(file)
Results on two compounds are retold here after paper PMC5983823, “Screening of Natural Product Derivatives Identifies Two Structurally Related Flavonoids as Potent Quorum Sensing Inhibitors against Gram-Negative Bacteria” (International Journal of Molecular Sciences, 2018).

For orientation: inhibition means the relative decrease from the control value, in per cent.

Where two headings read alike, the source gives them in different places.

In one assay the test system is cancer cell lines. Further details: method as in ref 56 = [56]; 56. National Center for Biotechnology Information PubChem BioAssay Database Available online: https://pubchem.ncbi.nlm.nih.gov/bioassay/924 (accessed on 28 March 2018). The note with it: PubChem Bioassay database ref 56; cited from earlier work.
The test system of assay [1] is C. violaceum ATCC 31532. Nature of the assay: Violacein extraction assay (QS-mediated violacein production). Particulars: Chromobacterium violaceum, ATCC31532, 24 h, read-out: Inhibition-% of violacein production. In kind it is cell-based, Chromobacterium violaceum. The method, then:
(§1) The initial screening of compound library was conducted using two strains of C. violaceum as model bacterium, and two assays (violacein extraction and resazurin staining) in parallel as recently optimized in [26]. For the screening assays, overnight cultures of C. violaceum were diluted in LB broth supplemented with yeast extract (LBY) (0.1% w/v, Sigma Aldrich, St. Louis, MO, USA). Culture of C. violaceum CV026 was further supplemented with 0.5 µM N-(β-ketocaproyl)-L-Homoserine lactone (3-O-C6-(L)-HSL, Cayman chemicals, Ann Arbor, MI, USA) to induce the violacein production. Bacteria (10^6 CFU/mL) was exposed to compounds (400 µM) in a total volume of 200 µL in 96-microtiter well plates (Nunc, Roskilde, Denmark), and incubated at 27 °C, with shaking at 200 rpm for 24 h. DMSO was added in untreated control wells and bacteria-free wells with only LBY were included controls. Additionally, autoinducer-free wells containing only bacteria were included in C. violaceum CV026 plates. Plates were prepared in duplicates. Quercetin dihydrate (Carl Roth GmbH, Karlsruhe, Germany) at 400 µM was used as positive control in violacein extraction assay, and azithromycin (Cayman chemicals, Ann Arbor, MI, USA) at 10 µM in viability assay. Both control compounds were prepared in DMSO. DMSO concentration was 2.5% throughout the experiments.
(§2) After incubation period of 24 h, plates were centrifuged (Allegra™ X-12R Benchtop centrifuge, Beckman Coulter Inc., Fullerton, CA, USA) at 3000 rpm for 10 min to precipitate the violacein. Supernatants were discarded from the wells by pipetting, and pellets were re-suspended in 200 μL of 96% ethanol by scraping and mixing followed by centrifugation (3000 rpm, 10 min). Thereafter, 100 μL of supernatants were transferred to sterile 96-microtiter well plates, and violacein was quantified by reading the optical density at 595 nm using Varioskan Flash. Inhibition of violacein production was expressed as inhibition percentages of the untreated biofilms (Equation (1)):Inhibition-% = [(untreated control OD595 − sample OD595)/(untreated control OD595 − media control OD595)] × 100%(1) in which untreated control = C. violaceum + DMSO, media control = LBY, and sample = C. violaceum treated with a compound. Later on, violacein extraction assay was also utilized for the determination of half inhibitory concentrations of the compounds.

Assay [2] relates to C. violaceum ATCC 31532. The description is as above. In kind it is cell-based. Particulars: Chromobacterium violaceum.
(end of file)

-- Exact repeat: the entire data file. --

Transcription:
Results on two compounds are retold here after paper PMC5983823, “Screening of Natural Product Derivatives Identifies Two Structurally Related Flavonoids as Potent Quorum Sensing Inhibitors against Gram-Negative Bacteria” (International Journal of Molecular Sciences, 2018).

For orientation: inhibition means the relative decrease from the control value, in per cent.

Where two headings read alike, the source gives them in different places.

In one assay the test system is cancer cell lines. Further details: method as in ref 56 = [56]; 56. National Center for Biotechnology Information PubChem BioAssay Database Available online: https://pubchem.ncbi.nlm.nih.gov/bioassay/924 (accessed on 28 March 2018). The note with it: PubChem Bioassay database ref 56; cited from earlier work.
The test system of assay [1] is C. violaceum ATCC 31532. Nature of the assay: Violacein extraction assay (QS-mediated violacein production). Particulars: Chromobacterium violaceum, ATCC31532, 24 h, read-out: Inhibition-% of violacein production. In kind it is cell-based, Chromobacterium violaceum. The method, then:
(§1) The initial screening of compound library was conducted using two strains of C. violaceum as model bacterium, and two assays (violacein extraction and resazurin staining) in parallel as recently optimized in [26]. For the screening assays, overnight cultures of C. violaceum were diluted in LB broth supplemented with yeast extract (LBY) (0.1% w/v, Sigma Aldrich, St. Louis, MO, USA). Culture of C. violaceum CV026 was further supplemented with 0.5 µM N-(β-ketocaproyl)-L-Homoserine lactone (3-O-C6-(L)-HSL, Cayman chemicals, Ann Arbor, MI, USA) to induce the violacein production. Bacteria (10^6 CFU/mL) was exposed to compounds (400 µM) in a total volume of 200 µL in 96-microtiter well plates (Nunc, Roskilde, Denmark), and incubated at 27 °C, with shaking at 200 rpm for 24 h. DMSO was added in untreated control wells and bacteria-free wells with only LBY were included controls. Additionally, autoinducer-free wells containing only bacteria were included in C. violaceum CV026 plates. Plates were prepared in duplicates. Quercetin dihydrate (Carl Roth GmbH, Karlsruhe, Germany) at 400 µM was used as positive control in violacein extraction assay, and azithromycin (Cayman chemicals, Ann Arbor, MI, USA) at 10 µM in viability assay. Both control compounds were prepared in DMSO. DMSO concentration was 2.5% throughout the experiments.
(§2) After incubation period of 24 h, plates were centrifuged (Allegra™ X-12R Benchtop centrifuge, Beckman Coulter Inc., Fullerton, CA, USA) at 3000 rpm for 10 min to precipitate the violacein. Supernatants were discarded from the wells by pipetting, and pellets were re-suspended in 200 μL of 96% ethanol by scraping and mixing followed by centrifugation (3000 rpm, 10 min). Thereafter, 100 μL of supernatants were transferred to sterile 96-microtiter well plates, and violacein was quantified by reading the optical density at 595 nm using Varioskan Flash. Inhibition of violacein production was expressed as inhibition percentages of the untreated biofilms (Equation (1)):Inhibition-% = [(untreated control OD595 − sample OD595)/(untreated control OD595 − media control OD595)] × 100%(1) in which untreated control = C. violaceum + DMSO, media control = LBY, and sample = C. violaceum treated with a compound. Later on, violacein extraction assay was also utilized for the determination of half inhibitory concentrations of the compounds.

Assay [2] relates to C. violaceum ATCC 31532. The description is as above. In kind it is cell-based. Particulars: Chromobacterium violaceum.